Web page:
Usage of swap or virtual memory is already considered in the way that it has always worked on regular operating systems. To explain this it's important to understand the following:
The amount of RAM that is available in the EOS blockchain is basically just a configuration parameter of the blockchain itself. It doesn't mean that the block producers actually have that exact amount of physical RAM in their nodes.
When you store things in the EOSIO DB tables, the nodes will keep that memory in RAM if they can, meaning that their physical RAM might already be full and the OS of the node will start using swap memory instead. This allows the blockchain's RAM to be way more that what a node physically has, but it has negative impact on the performance of the node in case the physical RAM fills up, because then it will start needing to swap memory on and off between the physical RAM and the storage device (hard drive/SSD). These operations take long compared to operating directly on physical RAM, and thus the transactions will take longer to process. This can cause the node to miss blocks if they are a block producer!
Fortunately, as explained by Dan Larimer in this article, operating systems prioritize keeping in RAM the most frequently used memory (or the memory that was accessed most recently), and in any case, the actual RAM usage in the blockchain is still very low - the speculation in the RAM market is what made it so expensive, not the actual usage of the RAM that was being reserved.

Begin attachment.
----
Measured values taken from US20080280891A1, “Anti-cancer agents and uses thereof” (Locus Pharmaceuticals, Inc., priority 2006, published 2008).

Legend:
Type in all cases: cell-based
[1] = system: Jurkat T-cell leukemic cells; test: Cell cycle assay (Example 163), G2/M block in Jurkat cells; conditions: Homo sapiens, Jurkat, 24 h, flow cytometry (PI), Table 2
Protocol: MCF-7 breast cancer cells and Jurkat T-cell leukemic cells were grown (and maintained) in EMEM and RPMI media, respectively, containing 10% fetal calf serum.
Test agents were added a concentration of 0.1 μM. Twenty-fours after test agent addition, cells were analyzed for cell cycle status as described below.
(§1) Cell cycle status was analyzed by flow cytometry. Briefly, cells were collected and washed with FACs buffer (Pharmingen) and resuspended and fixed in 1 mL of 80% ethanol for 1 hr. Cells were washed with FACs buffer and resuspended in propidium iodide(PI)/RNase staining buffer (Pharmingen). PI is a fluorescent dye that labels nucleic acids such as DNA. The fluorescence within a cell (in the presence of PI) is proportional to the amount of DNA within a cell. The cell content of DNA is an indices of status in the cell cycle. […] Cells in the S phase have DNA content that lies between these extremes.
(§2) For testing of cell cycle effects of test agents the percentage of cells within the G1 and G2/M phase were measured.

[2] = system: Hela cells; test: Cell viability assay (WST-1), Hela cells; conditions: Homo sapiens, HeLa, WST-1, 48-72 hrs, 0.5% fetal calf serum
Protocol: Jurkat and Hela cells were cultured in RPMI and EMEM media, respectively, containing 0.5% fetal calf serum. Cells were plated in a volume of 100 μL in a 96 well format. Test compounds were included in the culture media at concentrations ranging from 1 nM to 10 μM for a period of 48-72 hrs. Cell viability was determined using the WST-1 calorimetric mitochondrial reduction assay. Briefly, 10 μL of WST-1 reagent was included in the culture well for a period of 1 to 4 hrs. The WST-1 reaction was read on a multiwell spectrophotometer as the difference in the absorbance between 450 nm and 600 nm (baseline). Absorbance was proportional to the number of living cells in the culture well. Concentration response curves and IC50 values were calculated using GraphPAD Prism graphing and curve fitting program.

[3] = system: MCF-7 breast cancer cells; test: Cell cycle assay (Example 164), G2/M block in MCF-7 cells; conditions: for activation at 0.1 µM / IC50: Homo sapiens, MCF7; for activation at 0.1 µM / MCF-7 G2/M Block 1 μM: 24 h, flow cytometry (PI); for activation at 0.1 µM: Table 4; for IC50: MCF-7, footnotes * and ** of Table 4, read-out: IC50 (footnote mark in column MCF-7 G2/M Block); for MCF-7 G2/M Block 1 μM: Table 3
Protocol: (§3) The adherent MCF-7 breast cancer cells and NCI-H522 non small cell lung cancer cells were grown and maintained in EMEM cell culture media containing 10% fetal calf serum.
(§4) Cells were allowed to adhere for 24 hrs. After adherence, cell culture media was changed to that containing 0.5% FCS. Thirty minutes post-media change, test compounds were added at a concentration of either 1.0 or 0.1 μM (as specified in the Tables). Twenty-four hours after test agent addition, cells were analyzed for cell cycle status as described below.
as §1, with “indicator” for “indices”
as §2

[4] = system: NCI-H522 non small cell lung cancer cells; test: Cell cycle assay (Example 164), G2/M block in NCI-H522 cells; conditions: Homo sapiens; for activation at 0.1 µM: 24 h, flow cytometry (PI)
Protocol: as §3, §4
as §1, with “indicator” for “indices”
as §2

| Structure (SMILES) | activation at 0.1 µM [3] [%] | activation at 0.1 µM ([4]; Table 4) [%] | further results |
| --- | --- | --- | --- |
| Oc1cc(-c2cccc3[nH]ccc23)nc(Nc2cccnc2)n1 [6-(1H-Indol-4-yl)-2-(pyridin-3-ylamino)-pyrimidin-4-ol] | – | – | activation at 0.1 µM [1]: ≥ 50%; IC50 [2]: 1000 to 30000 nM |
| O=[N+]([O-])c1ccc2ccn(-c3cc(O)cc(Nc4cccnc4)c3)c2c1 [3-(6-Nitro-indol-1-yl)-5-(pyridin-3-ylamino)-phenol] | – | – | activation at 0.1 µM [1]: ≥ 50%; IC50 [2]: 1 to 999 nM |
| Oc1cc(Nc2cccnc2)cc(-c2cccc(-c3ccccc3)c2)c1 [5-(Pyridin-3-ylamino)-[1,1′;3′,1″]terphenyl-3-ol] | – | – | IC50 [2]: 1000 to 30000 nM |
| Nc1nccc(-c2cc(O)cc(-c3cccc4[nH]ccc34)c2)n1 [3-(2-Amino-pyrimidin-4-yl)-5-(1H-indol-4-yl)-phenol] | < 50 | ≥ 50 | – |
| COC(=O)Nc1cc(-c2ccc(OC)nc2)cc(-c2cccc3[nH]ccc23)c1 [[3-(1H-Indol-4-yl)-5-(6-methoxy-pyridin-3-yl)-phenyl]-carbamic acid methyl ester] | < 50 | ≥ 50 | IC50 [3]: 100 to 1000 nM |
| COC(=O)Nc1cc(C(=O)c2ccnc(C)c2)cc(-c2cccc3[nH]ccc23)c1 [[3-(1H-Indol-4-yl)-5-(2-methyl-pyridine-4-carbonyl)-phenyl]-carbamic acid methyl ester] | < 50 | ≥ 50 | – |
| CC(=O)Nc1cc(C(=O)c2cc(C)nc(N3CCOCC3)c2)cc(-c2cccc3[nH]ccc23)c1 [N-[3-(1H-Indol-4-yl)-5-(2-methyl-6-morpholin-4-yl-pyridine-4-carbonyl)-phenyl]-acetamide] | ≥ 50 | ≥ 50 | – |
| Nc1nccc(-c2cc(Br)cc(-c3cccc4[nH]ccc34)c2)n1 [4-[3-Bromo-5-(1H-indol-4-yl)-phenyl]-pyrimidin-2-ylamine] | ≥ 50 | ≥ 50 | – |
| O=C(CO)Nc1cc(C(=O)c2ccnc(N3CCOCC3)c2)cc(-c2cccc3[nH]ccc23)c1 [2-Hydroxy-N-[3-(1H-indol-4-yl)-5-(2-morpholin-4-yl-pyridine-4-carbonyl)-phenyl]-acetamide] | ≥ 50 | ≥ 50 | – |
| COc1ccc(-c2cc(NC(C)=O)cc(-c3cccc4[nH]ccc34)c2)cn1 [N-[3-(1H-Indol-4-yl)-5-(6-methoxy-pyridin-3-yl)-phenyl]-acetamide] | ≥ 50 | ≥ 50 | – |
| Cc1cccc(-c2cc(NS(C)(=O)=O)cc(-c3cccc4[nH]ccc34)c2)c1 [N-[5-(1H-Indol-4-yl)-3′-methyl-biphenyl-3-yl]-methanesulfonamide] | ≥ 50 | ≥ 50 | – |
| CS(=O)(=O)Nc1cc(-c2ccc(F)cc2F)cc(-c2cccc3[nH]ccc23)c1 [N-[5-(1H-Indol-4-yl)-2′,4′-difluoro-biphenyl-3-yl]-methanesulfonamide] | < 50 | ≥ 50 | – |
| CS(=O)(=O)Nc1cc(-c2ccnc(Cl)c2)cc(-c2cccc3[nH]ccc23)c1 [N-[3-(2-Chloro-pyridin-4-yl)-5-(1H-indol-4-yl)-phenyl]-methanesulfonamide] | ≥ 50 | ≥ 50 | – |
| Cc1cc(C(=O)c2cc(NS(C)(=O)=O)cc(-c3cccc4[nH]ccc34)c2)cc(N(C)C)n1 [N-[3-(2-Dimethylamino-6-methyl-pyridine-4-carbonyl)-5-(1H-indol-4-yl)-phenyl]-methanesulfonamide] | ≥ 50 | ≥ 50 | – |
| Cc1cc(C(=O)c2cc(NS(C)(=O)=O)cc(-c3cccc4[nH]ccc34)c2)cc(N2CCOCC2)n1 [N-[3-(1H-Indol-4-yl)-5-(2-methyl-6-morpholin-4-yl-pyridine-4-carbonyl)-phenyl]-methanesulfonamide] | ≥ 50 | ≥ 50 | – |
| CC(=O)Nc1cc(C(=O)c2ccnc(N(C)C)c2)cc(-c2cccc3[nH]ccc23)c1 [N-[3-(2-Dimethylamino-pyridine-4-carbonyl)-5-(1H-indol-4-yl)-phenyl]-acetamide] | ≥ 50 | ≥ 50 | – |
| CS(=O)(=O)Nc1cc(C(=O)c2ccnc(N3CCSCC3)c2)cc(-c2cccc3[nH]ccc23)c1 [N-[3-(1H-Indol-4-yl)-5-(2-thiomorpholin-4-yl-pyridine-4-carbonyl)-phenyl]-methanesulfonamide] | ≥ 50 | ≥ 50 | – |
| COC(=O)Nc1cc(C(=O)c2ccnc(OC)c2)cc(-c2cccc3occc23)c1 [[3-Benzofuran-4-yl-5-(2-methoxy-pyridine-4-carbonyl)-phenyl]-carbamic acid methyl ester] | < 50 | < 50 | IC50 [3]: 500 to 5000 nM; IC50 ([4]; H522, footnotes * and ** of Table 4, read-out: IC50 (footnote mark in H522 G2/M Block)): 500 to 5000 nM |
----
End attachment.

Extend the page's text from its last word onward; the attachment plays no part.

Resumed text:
I recommend reading that article to understand better the details of the situation, as Dan explained it quite nicely.
Regarding your point about having a functionality of doing a "backup" of the DB tables into IPFS storage and being able to restore it back to your RAM when you wanted to use them again, I think it could definitely be a useful feature, especially for taking and archiving snapshots of token balances or other interesting use cases like that. In technical terms, I don't see why it wouldn't be possible to implement, but it would have to be at the base layer of the blockchain probably, maybe allowing the IPFS storage functionality to take the data directly from the DB. Of course, it all depends on how exactly they end up implementing it though. You could contribute by opening an issue in the EOS Github repository to suggest it! Be sure to add details about possible use cases, etc.
I hope this clears your doubts.